Mt. Vernon Register-News from Mt Vernon, Illinois on December 20, 1968 · Page 4
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Mt. Vernon Register-News from Mt Vernon, Illinois · Page 4

Mt Vernon, Illinois
Issue Date:
Friday, December 20, 1968
Page 4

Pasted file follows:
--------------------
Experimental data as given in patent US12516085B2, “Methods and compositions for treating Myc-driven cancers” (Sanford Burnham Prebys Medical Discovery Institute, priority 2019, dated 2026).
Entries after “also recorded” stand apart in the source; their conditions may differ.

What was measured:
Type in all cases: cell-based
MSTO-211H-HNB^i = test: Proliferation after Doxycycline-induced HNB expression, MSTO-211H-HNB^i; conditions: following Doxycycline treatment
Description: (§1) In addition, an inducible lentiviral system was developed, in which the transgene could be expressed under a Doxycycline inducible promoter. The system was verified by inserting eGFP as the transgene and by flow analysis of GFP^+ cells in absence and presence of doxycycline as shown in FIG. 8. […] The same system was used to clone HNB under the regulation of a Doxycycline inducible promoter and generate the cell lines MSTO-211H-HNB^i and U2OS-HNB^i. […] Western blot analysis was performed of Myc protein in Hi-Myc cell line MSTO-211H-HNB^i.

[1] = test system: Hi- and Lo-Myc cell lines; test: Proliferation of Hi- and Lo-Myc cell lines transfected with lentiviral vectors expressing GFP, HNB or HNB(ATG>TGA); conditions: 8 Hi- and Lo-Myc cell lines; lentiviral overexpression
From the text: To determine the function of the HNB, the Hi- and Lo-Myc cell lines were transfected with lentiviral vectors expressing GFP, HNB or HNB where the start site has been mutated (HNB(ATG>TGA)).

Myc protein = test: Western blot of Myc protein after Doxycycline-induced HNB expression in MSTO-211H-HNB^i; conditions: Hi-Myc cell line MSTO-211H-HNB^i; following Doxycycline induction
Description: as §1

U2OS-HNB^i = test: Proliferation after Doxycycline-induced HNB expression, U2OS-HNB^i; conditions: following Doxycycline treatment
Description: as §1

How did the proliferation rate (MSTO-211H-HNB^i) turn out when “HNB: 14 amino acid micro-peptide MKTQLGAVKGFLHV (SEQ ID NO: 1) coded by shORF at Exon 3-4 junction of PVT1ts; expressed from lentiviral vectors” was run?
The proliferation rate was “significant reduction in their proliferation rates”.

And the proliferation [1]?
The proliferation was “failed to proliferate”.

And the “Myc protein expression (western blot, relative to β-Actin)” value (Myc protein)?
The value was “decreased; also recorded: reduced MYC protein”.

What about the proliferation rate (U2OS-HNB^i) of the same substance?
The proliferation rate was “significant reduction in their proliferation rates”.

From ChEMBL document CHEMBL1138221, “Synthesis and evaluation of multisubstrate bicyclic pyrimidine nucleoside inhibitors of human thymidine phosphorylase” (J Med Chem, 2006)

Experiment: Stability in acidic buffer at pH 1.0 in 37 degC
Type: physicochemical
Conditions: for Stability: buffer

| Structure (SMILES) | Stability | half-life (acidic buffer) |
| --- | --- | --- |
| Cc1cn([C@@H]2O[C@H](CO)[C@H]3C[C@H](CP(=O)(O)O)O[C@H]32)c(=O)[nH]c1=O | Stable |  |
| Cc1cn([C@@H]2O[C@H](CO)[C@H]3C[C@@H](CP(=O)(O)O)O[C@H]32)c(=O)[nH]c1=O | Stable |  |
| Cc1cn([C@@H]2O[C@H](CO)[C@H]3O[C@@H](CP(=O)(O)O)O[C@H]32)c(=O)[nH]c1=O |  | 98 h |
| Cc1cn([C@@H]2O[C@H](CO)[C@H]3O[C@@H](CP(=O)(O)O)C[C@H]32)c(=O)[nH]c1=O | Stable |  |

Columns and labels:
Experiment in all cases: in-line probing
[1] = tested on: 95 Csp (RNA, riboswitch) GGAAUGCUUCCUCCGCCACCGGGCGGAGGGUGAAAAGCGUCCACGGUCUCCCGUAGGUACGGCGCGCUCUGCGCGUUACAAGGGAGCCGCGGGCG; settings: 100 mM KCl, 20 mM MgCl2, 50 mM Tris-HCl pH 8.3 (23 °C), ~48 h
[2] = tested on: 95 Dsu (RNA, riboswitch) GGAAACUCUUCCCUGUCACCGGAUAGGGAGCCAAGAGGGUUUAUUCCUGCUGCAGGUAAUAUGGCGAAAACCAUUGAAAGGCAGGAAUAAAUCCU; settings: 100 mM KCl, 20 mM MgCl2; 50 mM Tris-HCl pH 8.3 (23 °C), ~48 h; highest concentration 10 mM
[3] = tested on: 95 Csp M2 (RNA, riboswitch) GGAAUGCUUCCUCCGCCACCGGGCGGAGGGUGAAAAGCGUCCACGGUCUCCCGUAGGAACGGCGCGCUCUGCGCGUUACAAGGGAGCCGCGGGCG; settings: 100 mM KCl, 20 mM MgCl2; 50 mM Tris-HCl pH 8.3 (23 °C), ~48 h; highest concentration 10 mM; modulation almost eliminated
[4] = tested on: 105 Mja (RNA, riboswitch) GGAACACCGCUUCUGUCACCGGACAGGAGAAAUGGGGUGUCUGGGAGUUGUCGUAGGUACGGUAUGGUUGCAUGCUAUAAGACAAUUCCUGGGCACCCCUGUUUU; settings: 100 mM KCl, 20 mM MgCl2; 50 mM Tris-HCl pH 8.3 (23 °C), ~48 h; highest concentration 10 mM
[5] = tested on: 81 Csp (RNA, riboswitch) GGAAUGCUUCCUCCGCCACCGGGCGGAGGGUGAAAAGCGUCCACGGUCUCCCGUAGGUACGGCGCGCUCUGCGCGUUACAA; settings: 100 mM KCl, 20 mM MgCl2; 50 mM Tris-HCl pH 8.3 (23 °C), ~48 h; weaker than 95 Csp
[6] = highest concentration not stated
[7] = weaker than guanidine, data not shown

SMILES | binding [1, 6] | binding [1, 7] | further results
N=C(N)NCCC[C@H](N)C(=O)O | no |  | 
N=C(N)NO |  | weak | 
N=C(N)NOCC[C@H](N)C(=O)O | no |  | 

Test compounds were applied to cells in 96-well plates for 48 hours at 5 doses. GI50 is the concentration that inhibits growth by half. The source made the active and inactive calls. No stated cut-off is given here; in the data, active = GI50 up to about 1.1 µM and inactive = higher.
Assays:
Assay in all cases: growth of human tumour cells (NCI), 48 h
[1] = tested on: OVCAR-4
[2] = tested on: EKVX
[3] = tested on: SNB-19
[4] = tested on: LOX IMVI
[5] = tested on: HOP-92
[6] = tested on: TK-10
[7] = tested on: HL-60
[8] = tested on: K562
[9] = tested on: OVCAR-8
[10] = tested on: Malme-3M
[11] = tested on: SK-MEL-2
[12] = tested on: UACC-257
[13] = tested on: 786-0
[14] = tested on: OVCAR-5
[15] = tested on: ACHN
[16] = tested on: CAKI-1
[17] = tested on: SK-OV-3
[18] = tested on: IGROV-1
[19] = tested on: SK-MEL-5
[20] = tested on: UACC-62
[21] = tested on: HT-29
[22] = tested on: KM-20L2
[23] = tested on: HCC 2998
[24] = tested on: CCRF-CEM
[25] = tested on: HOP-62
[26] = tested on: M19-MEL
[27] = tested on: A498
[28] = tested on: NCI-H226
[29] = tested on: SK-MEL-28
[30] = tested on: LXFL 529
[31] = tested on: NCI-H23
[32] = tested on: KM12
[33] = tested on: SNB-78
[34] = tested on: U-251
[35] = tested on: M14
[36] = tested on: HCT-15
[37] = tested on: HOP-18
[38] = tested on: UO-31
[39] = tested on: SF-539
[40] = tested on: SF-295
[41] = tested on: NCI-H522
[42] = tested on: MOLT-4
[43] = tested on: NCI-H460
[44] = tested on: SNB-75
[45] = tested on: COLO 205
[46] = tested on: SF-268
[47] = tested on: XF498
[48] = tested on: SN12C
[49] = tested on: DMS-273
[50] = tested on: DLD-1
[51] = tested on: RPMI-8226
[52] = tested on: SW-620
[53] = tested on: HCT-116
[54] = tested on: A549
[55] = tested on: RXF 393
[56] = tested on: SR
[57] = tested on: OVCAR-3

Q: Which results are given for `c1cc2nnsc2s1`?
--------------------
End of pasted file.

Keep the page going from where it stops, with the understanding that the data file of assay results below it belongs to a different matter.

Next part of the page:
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4-A MT. VERNON REGISTER-NEWS 118 North Ninth Street, Mf. Vernon, Illinois 62864 (DAILY EXCEPT SUNDAY) MT. VERNON NEWS ESTABLISHED 1870 MT. VERNON REGISTER ESTABLISHED 1882 CONSOLIDATED SEPTEMBER 28, 1920 IDWIN RACKAWAY Editor' WM. C. RACKAWAY _ Business Manager! ORIAN METCALF News Editor! JOHN RACKAWAY «•• „ Sport.. Editor GUY HENRY _ „ City Editor NADINE ALLISON Society Editor ROBERT K. THOMPSON Advertising Manager'. slow Dasher, Now Dancer CHARLES DEITZ ..Plant Superintendent ; MEMBERS OF THE ASSOCIATED PRESS The Associated Press Is exclusively entitled to use for the publication of sll news credited 1o it or not other­ wise credited in this paper and also the local news puulished therein. Second Class Postage paid at Mt. Vernon, Illinois SUBSCRIPTION RATES Subscriptions must be paid in aJvance By Mail, Jefferson County and adjoining counties, 1 year $ 9.00 6 months $6.00; 3 months $3.50; 1 month _ $ 1.25 3y mall outside Jefferson and adjoining counties within 150 miles; 1 ye a r $12.00; 6 months $8.00; 3 months $5.50; per single month $ 2.50 Outside 150 miles, 1 year $15.00 6 months, $8.50; 3 months $6.00; 1 month $2.75. Delivered by carrier in city per week 40 A Thought For Today For the sake of Christ, then, I am content with weaknesses, insults, hardships, persecutions, and calamities; for when I am weak, then I am strong.—H Cor. 12:10. People do not lack strength; they lack will.—Victor Hugo, French \ lovelist. Editorial . . . New Postal System Buzzes Nixon's Ear T-UCKED IN WITH all the problems the Nixon administration (B >" THE ASSOCIATED PRESS Today In History 100 Trees Sprayed Inaugural Parade Route Bird-Proofed For Nixon 1 will be inheriting come January will be at least one pending proposal for solving a problem. If for no other reason, it should be welcome as relief from monotony. But there is some cause for hope that the new team in Washington will see more in it than that. Involved are Hie U.S. mails and a recommendation, submitted by a special presidential commission, that the Post Office be removed from politics by converting it -from a cabinet department into a non-profit government corporation. The proposed agency would be managed by professionals, would have considerable autonomous control over its own budget and personnel, areas of authority long jealously held prerogatives of Congress, and would, it is anticipated, eventually pay its own way, eliminating chronic deficits currently running at $1 billion yearly. As the brainchild of former Postmaster General Lawrence O'Brien, the commission started out with the blessing of the Johnson administration. But its findings ran into the opposition of O-Brien's successor, Marvin Watson, most of the postal unions and key-congressmen on committees dealing with Post Office affairs. Not surprisingly, the corporation proposal has been gathering dust since last summer. It should be dusted off and it appears very likely that it will be. Implementing legislation is expected to be introduced in the new Congress. And if President-elect Nixon's campaign statements calling for full consideration of the commission's recommendations are any indication, he is sympathetic. There can be little argument that the mails are in bad shape and badly in need of overhauling. It may turn out that the corporation proposal is not the best way of accomplishing this but, at the very least, it deserves a hearing. Not Merry For Mailmen A ND NOW A GOOD WORD for the mailman. Estimate-, are that some 10 billion pieces of Christmas mail will have been delivered on time and reasonably intact by the overburdened couriers by the time the holiday season comes to its merciful end. That is as much mail as a major country such as France moves in an entire year. Put another way, it is 50 gifts, cards and letters for every man, woman and toddler in the nation. This* may be the season to be merry for the rest of us, but for the mailman it's a month of the miseries. Simulate Fifth Of Mile Dive DURHAM, N.C. (AP) — Five aquanauts who successfully completed a simulated dive to a depth of one-fifth mile under the sea were being kept under observation today for possible signs of the bends. The divers, smiling and apparently in good physical condition, emerged at 7:02 p.m. Wednesday from the hyperbaric chamber in which they began their trip Dec. 2. About 50 persons, including three Navy admirals, greeted the divers with cheers and applause. The chamber was kept dry but increased pressures were produced by changing the interior atmosphere. The divers were subjected to the same conditions they would find in an open sea to depths of 1,000 feet, far deeper than man has ever gone. The Navy plans to begin dives in the open sea next year off the coast of California. Today is Friday, Dec. 20, the 355the day of 1968. There are 10 days left in the year. Today's highlight in history: On this date in 1790. an English expert in textile machinery, Samuel Slater, began operating the first successful cotton mill in America at Pawtucket, R.I. On this date: In 1803, a ceremony in New Orleans symbolized the official transfer of the Louisiana purchase from France to the United States. In 1813, the U.S. Congress established a system of internal revenue. In 1860, South Carolina became the first state to secede from the Union. In 1864, during the Civil War, Gen. William T. Sherman's, "march to the sea" ended as his Union troops occupied Savannah, Ga. In 1922. 14 republics of Russia combined in convention at Moscow-as the Union of Soviet Socialist Republics. Ten years ago—Bsoton industrialist Bernard Goldfine was under charges of contempt of Congress. He pleaded innocent. five years ago-Some 4,000 West Berliners made use of Communist passes anc ! crossed the Berlin Wall into East Berlin for Christmas reunions with relatives not seen for two years. One year ago—Cuban Prime Minister Fidel Castro conceded that he was having differences with the Soviet Union. Apollo 8 At-A-Glance CAPE KENNEDY, Fla. (AP) - Here are the facts and figures about Saturday's planned Anollo 8 moon orbit flight: Launch time: 7:51 a.m. EST. Astronauts: Air Force Col. Ki ank Borman, Navy Capt. J,imps A. Lovnll Jr.. both 40. ad Air Force Maj. William A. .Vr'ors. 35. Flight duration: 6 days. 3 I. HU"S. Purpose: fly 220.074 miles ".way from earth and orbit within 69 miles of the moon for 20 hours: 10 orbits. Pave the way f'.r later astronauts to land on tni 1 moon. Moon orbit time: from 5:02 a.m. Dec. 24 to 1:09 a.m. EST Dec. 25. Uocket: Saturn 5, which with Apollo spacecraft stands 363 Uet tall. The world's most powerful rocket, with first stage thrust of 7.5 million pounds; second stage of one million oounds, and third stage of 230.000 pounds. Cost of mission: Saturn 5. $185 mJlion; Apollo 8 spacecraft, $55 lrvJlion; launch support, including recovery forces, $70 million. Total: $310 million. U.S. Steel To Raise Prices Gems Answer to Previous PozzK ACROSS 60 Tiny 1 Green stone 61 Flavoring 5 Velvet-blade lor beer mineral 8 Fire. 12 Tropical plant 13 Jewish high priest 114 Fainted ! bunting (Creole) 15 Young DOWN 1 Jest 2 Exclamation of sorrow & Village (S. Afr.) _\ A. More weird 5 Envy 6 Shade tree * 7 Ranks 24 Fruit of a lor example * palm 41 By way of 25 Verbal 42 Inpour „ 26 Chalcedony 44 Scatter lflBlulsh-violet 8 Variety of 28 Passport 46 Contend with, stone green diabase endorsement 47 Soviet river >18 Observation * Remunerates 29 Revise 48 Crochets 20 Lifte^ 10 Church part SO Unusual 50 Butter 21 VreuMan HAHows 33 Danger for a substitute ^ijjxeuaian i7 contaminate ship (2 51 Irregular 19 Time past words) mass 23 Son of Ruth 36 Bass singer 52 Platform term 22 Be seated 23 Fragrant 27 At no time 31 Barrier 32 Sodium chloride 34 Cretan, SS.Gceek letter 36 Cow bam 37 Courtesy tfQs 38 Alluvial rivet 1 deposit 40 Swerve 43 Worm 45 Transgression 46 Dainties^ »8 « child 49 Masculine appellation 63 Musical work 65 Hawaiian Joodfiah 66 Footway 87 {©o wrong 39 Grow molars, 54 Anger IT 90 8T PITTSBURGH (AP) - U.S. Steel Corp., which usually set the nation's steel price trends, says it will hike the cost of the industry's basic product ear'- next month. The 4 per cent increase, which will boost the price of semifin­ ished carbon steel $5 a ton and semifinished alloy steel $7 a ton, is the largest in a series of adjustments in the industry. In addition to semifinished steel, the giant producer said Wednesday it's raising the price of steel pilings $7 a ton. Semifinished steel is sold to mills in rough forms called billets, blooms and slabs. The mills then roll these into virtually all steel products, rods, wires, sheets and strips. U.S. Steel said the incroas*; affects products that account for 4 per cent of total industry shipments, making them one of the biggest tonnage items. It said the price hikes are tended to raise the company's revenues less than one-tenth oi one per cent. The new prices, it said, will go into effect Jan. 2, 1969. Stand Up At Talks —Percy WASHINGTON TAP) — Negotiators at the Vietnam war r;eace talks should dispense with a table if its shape is an insurmountable obtacle to the talks. Sen. Charles H. Percy, R-Ill., said Wednesday ; "Let's get on with the talks and let's stop this foolishness," he said in a statement. "I am not impressed by the prolonged ciscussions over the shape of thf negotiating table." Perry said "a good deal of ;!',e blamo" for the delays should go to the South Vietnam- i st and said he concurred with criticisms of Saigon voiced by Secretary of Defense Clark M. Clifford. "It appears that Saigon and Hanoi are using this mini-issue m delay the start of the expand< >I talks, for if the table were reaily such a difficult problem, tal^s could be held without any tank' at all," said Percy. By MARGARET SCHERF , Associated Press Writer WILMETTE, 111. (AP) - Joe Fink, the unsung hero of four ; j.residential inaugurations, has ; completed his vital part in preparations for the next one. S:> that President-elect Nixon <»r,d his entourage won't need umbrellas Jan. 20, Fink has bird-proofed the inaugural pa- -acle route between the White il.iuse and the Capitol. "Other-wise. the starlings :<: mid cause the dignitaries to i - e some of their dignity." observed Fink, 63, of Wilmette, in ,>n interview. He and eight workers spent 12 ria^s spraying the 100 trees along Pennsylvania Avenue with 2.000 gallons of a chemical he invented 22 years ago and produces at his National Bird Control Laboratory. ! "It's a nonpoisonous chemical vhich deters birds from landing," said Fink. It irritaLes their foot. His $10,000 contract with the inaugural committee guarantees to keep starlings away Irom Pennsylvania Avenue for at least four months. Until Fink came to the rescue, the birds used to disturb inauguration festivities and parade participants. "Thousands upon thousands of •jivcis attended those parades," | Fink said. "You couldn't see the :-:ky for them. Trees along the ! route were littered with them."; J Spectators in stands under the • ' trees had to raise umbrellas for : protection, he said. | "Then in 1953 the Department 1 1if Parks asked us for a demon-, stratio n." Fink recalled. ! "They'd tried everything but' j-o.hing worked. Nobody thought we'd work, either. But the next i'rsy every tree around was cov- ei cd with birds except those 'rees we'd treated. And the next day we got the assignment for President Eisenhower's inauguration." This inauguration will be the I'ist one for wlfich Fink will be on hand to observe the results of nis handiwork. , "I'm holding final inspection j Jan. 10 so I think I'll stick !around for it," he said. "I was : never able to make it to the others, although I was always in' \ited." Flight Plan For Aoollo ii Moon Trip CAPE KENNEDY. Ha. (AP) - Here is the flight plan for the nround-the-moon journey of Apollo 8 astronauts Frank Bor- rnan, James A. Lovell Jr. and William A. Anders based on lift- on at 7:51 a.m. EST Saturday. SATURDAY Air Force Col. Borman, Navy C;.pt. Lovell and Air Force Maj. Anders blast off at 7:51 a.m. for an 11.5-minute ride atop a tow- ir:ng Saturn 5 rocket into initial circular earth orbit 119 miles high. Nearly three hours later -over the Pacific Ocean during Apollo 8's second earth orbit- Saturn 5's upper stage restarts ior a five minute burn to kick Apollo 8 toward the moon. If required, pilots correct course using spacecraft engines about six i.ours later. Crew removes .space suits for comfort, and Lovell sees how well men can navigate in deep space using /•avth and stars as reference points. SUNDAY More navigation studies by 1 ovell and additional course corrections, if needed. Anders photographs earth and moon. First live television broadcast ebout 3 p.m. MONDAY Second TV transmission about 3 p.m. more navigation experiments, general lunar landmark j-jservation and photography. TUESDAY Main 21,500-pound-thrust spacecraft engine is triggered live seconds at 5 a.m. to slow Apollo 8's speed. Moon's gravity captures craft for two egg- shaped orbits ranging from 69 to 136 miles above moon's surface. Engine triggered again for 10 seconds about 4% hours later to change orbit to 69-mile-high circular path. During the next eight orbits, each lasting two .lours, Anders photographs lunar surface extensively, Lovell r.avigates by sighting on moun- 'ams and craters and attempts to locate site-selected as landing area for future Apollo missions. Two live TV transmissions, about 7:25 a.m. and 9:30 p.m. CHRISTMAS DAY Vital spacecraft engine burn laiting nearly 3>/ 2 minutes begins shortly after 1 a.m. to bet, : n trip back to earth. Photography of earth and moon, navigation experiments and course corrections, if required. Live television about 4:05 p.m. THURSDAY Navigation studies. moon- c-arth photography, live TV broadcast about 3:50 p.m. FRIDAY Blaze into earth's atmosphere at lunar return speed of nearly 25,000 miles an hour and parachute to recovery area in Pacific Ocean, landing about 10:50 a.m. Law For Today ... COURT MAY ALLOW COLLEGE EDUCATION Q. My wife and I were married before I started college. Now, we are getting a divorce. Will the court force me to leave college and gi to work to support our child? Until now, our parents have been contributing to our support. A. A court will consider all of the circumstances, including the fact that a father who finishes college will be in a better position to support his child than the college'drop- out. Mean time, the court may fix support payments at an amount commensurate with the father's ability to pay, subject: to increases as his earing power improves. —Illinois State Bar Association Five Perish In Cleveland Fire STADIUM Ph. 242-5S63 ' ENDS SATURDAY iiiiifjiiifitiiitiiiiitiiiiiiiiiiiijitfitiiifffffiiiiiifiitiijtiiiiiiiftiiiiiiiiiiiiiiiiiisiitiiiiiifiiiiiiiiifiiaijtiifii (Ht/ttpeptr inttrprht Am.) A CLEVELAND, Ohio (APi — At least five persons perished Thursday in a fire which raged through a four-story hotel building near the heart of the downtown area. It was feared that more bor'.- ies might be found when firemen reach other rooms of the A&A Hotel, an aged brick structure. Rooms in the hotel rent for one dollar a night. One resident who got out, J John Peters, 46, told newsmen he awoke about 5 a.m. to find j km na »«ress on fire. j BOND SALE . " . in TIillNI)EHU/M" PANAVISION' TECHNICOLOR Re-released thru United Artists RUSSIA — 7:30 P.M. TECHNICOLOR' Re-released thru United Artists THUNDERBALL — 9:40 I S 13 Rt. 148 — 242-3733 Open 6— Starts 7 ENDS SUNDAY DEAN MARTIN ROBERT MITCHUM KALWALUS ^ imlfi 'icmoR A PA 'nAwniiNi PICTIIHF 2nd Feature At 0:15 .EMHIWEEH TECHNICOLOR® PANAVISI0N9 APJUUMbUNT RCRUUSE BERRY'S WORLD '(. 1968 by NEA, Inc. 0 'You would say, then, that holiday trade is heading for an all-time high?" •GOLF EQUIPMENT 0% OFF: : IFr*e . Wroppmj^^fVee Delivery Opm ft» Ptffeik Svery Sey Untft January 1st, £iGranad iiiiiiiiiiiiiiiiiiiiiiiiiiiiiiiiiiiiiiiiiiimiiiiiiiiiiiiiiiiiiiiiiiiiiiiiiiiiiiiii ENDS SATURDAY IIIIIIIIIIIIIIIIIIIIIIIIIIIIIIIIIIHIIIIIIIIIIIIIIIIIIIIIIIIIIIIIIIIIIIIIIIIIIIIIIII HE GR^^^^^SWOW OF ALL TIME! 8:0.0 P..M. COMING - Saturday & Sunday 11:30 A.M. and 1:30 P.M. — All Seats 50c SANTA BRINGS CHRISTMAS FUN TO MARS! Blast off for Mars...with Santa and a pair of Earth Kids! gf^ ^ Science-Fun-Fiction *" at its height! ^ 50* All JSEE: The Martians Kidnap Santa ~ / ' Santa's North Pole Workshop! HEAR:jhe Fantastic Martian Toy Factory! ESgO Earth Kids Meeting with Martian Kids! claus " n ~L Space-ship Journey from Earth to Mars! *v Santa turn Mars-Robot into a Mechanical Toy 1 FOUR CORNERS „ ., , PLUS 3 COLOR CARTOONS An Cmbass 7H-< H\m\ Kcleat A